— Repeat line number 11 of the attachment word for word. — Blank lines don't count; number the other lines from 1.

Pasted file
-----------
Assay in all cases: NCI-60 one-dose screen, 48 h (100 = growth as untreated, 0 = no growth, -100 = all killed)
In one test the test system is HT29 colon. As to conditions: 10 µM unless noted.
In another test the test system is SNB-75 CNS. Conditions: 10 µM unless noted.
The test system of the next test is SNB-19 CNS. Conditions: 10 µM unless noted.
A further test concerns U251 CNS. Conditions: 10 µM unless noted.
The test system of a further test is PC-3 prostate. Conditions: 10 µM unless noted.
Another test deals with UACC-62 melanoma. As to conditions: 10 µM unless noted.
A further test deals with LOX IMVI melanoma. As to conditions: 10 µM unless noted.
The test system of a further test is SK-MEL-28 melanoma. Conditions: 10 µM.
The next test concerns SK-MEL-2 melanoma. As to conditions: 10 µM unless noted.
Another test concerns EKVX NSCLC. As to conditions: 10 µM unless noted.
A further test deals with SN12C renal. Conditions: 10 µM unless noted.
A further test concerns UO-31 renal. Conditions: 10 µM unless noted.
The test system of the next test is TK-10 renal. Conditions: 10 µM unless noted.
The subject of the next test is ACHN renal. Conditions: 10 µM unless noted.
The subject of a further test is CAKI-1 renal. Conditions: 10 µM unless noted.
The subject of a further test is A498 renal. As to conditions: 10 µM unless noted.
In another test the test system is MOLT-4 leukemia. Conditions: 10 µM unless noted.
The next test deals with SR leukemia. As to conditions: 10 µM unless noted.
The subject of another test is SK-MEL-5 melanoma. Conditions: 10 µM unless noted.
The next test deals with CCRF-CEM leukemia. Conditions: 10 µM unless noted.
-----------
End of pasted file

Another test concerns EKVX NSCLC. As to conditions: 10 µM unless noted.